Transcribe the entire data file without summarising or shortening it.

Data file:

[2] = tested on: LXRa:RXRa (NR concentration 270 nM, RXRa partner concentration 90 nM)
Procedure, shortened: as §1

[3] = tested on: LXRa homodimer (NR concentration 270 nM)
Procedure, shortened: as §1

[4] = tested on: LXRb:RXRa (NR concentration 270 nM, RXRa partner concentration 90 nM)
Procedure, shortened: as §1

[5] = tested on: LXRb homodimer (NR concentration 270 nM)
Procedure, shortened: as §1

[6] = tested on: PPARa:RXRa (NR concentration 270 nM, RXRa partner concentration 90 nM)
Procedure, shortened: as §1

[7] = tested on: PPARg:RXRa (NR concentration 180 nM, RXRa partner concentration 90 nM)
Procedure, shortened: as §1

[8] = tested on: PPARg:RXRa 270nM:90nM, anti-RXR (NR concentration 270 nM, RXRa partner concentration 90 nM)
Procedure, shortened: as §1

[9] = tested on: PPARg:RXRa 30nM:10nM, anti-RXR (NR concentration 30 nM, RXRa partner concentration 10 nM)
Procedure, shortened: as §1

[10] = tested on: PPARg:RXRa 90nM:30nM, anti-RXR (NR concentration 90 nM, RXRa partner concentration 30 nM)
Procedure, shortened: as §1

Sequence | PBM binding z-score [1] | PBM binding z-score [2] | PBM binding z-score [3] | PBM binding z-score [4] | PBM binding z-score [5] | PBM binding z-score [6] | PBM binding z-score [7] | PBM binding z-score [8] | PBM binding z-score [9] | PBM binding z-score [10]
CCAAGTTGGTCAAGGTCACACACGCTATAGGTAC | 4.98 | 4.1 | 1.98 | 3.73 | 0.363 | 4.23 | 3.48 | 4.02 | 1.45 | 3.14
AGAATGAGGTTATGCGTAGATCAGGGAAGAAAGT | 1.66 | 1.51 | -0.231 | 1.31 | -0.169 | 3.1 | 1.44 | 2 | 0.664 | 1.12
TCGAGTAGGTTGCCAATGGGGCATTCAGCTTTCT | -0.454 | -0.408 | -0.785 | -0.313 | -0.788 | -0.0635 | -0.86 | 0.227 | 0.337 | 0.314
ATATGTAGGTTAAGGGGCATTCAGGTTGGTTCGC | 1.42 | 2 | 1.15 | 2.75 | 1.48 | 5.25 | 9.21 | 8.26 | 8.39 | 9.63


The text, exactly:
[2] = tested on: LXRa:RXRa (NR concentration 270 nM, RXRa partner concentration 90 nM)
Procedure, shortened: as §1

[3] = tested on: LXRa homodimer (NR concentration 270 nM)
Procedure, shortened: as §1

[4] = tested on: LXRb:RXRa (NR concentration 270 nM, RXRa partner concentration 90 nM)
Procedure, shortened: as §1

[5] = tested on: LXRb homodimer (NR concentration 270 nM)
Procedure, shortened: as §1

[6] = tested on: PPARa:RXRa (NR concentration 270 nM, RXRa partner concentration 90 nM)
Procedure, shortened: as §1

[7] = tested on: PPARg:RXRa (NR concentration 180 nM, RXRa partner concentration 90 nM)
Procedure, shortened: as §1

[8] = tested on: PPARg:RXRa 270nM:90nM, anti-RXR (NR concentration 270 nM, RXRa partner concentration 90 nM)
Procedure, shortened: as §1

[9] = tested on: PPARg:RXRa 30nM:10nM, anti-RXR (NR concentration 30 nM, RXRa partner concentration 10 nM)
Procedure, shortened: as §1

[10] = tested on: PPARg:RXRa 90nM:30nM, anti-RXR (NR concentration 90 nM, RXRa partner concentration 30 nM)
Procedure, shortened: as §1

Sequence | PBM binding z-score [1] | PBM binding z-score [2] | PBM binding z-score [3] | PBM binding z-score [4] | PBM binding z-score [5] | PBM binding z-score [6] | PBM binding z-score [7] | PBM binding z-score [8] | PBM binding z-score [9] | PBM binding z-score [10]
CCAAGTTGGTCAAGGTCACACACGCTATAGGTAC | 4.98 | 4.1 | 1.98 | 3.73 | 0.363 | 4.23 | 3.48 | 4.02 | 1.45 | 3.14
AGAATGAGGTTATGCGTAGATCAGGGAAGAAAGT | 1.66 | 1.51 | -0.231 | 1.31 | -0.169 | 3.1 | 1.44 | 2 | 0.664 | 1.12
TCGAGTAGGTTGCCAATGGGGCATTCAGCTTTCT | -0.454 | -0.408 | -0.785 | -0.313 | -0.788 | -0.0635 | -0.86 | 0.227 | 0.337 | 0.314
ATATGTAGGTTAAGGGGCATTCAGGTTGGTTCGC | 1.42 | 2 | 1.15 | 2.75 | 1.48 | 5.25 | 9.21 | 8.26 | 8.39 | 9.63